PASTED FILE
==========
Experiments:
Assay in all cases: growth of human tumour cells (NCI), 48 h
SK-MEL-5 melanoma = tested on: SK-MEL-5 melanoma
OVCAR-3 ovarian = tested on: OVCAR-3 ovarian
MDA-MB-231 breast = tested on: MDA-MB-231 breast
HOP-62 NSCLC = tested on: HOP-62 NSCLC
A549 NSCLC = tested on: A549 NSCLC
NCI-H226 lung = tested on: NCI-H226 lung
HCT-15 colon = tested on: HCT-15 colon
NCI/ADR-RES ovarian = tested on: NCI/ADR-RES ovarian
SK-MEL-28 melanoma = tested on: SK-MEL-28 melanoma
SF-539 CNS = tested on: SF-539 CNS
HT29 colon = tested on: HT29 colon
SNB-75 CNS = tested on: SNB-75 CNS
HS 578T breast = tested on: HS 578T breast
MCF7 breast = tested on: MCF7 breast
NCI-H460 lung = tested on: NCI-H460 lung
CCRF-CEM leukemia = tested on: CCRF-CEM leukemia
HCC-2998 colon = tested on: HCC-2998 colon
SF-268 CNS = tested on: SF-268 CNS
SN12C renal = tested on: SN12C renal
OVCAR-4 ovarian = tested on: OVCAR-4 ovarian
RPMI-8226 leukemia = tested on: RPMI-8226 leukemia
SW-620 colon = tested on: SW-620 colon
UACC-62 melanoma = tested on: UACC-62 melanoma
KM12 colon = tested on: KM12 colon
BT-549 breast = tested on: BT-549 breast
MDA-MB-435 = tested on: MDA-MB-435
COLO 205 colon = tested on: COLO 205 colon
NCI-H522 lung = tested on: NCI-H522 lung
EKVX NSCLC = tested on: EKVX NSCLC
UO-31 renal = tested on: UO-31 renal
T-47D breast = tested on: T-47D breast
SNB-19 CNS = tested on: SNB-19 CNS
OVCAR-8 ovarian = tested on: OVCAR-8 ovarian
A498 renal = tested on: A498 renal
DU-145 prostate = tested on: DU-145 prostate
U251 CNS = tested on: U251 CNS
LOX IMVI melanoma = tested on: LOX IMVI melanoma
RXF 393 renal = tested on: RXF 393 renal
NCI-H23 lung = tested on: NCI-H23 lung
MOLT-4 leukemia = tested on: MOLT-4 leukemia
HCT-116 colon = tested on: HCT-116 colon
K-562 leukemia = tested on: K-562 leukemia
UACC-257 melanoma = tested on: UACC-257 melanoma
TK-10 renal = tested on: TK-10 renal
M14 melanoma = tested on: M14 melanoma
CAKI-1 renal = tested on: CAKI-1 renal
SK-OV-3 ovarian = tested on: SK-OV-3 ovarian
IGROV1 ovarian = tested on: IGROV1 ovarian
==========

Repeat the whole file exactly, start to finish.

Experiments:
Assay in all cases: growth of human tumour cells (NCI), 48 h
SK-MEL-5 melanoma = tested on: SK-MEL-5 melanoma
OVCAR-3 ovarian = tested on: OVCAR-3 ovarian
MDA-MB-231 breast = tested on: MDA-MB-231 breast
HOP-62 NSCLC = tested on: HOP-62 NSCLC
A549 NSCLC = tested on: A549 NSCLC
NCI-H226 lung = tested on: NCI-H226 lung
HCT-15 colon = tested on: HCT-15 colon
NCI/ADR-RES ovarian = tested on: NCI/ADR-RES ovarian
SK-MEL-28 melanoma = tested on: SK-MEL-28 melanoma
SF-539 CNS = tested on: SF-539 CNS
HT29 colon = tested on: HT29 colon
SNB-75 CNS = tested on: SNB-75 CNS
HS 578T breast = tested on: HS 578T breast
MCF7 breast = tested on: MCF7 breast
NCI-H460 lung = tested on: NCI-H460 lung
CCRF-CEM leukemia = tested on: CCRF-CEM leukemia
HCC-2998 colon = tested on: HCC-2998 colon
SF-268 CNS = tested on: SF-268 CNS
SN12C renal = tested on: SN12C renal
OVCAR-4 ovarian = tested on: OVCAR-4 ovarian
RPMI-8226 leukemia = tested on: RPMI-8226 leukemia
SW-620 colon = tested on: SW-620 colon
UACC-62 melanoma = tested on: UACC-62 melanoma
KM12 colon = tested on: KM12 colon
BT-549 breast = tested on: BT-549 breast
MDA-MB-435 = tested on: MDA-MB-435
COLO 205 colon = tested on: COLO 205 colon
NCI-H522 lung = tested on: NCI-H522 lung
EKVX NSCLC = tested on: EKVX NSCLC
UO-31 renal = tested on: UO-31 renal
T-47D breast = tested on: T-47D breast
SNB-19 CNS = tested on: SNB-19 CNS
OVCAR-8 ovarian = tested on: OVCAR-8 ovarian
A498 renal = tested on: A498 renal
DU-145 prostate = tested on: DU-145 prostate
U251 CNS = tested on: U251 CNS
LOX IMVI melanoma = tested on: LOX IMVI melanoma
RXF 393 renal = tested on: RXF 393 renal
NCI-H23 lung = tested on: NCI-H23 lung
MOLT-4 leukemia = tested on: MOLT-4 leukemia
HCT-116 colon = tested on: HCT-116 colon
K-562 leukemia = tested on: K-562 leukemia
UACC-257 melanoma = tested on: UACC-257 melanoma
TK-10 renal = tested on: TK-10 renal
M14 melanoma = tested on: M14 melanoma
CAKI-1 renal = tested on: CAKI-1 renal
SK-OV-3 ovarian = tested on: SK-OV-3 ovarian
IGROV1 ovarian = tested on: IGROV1 ovarian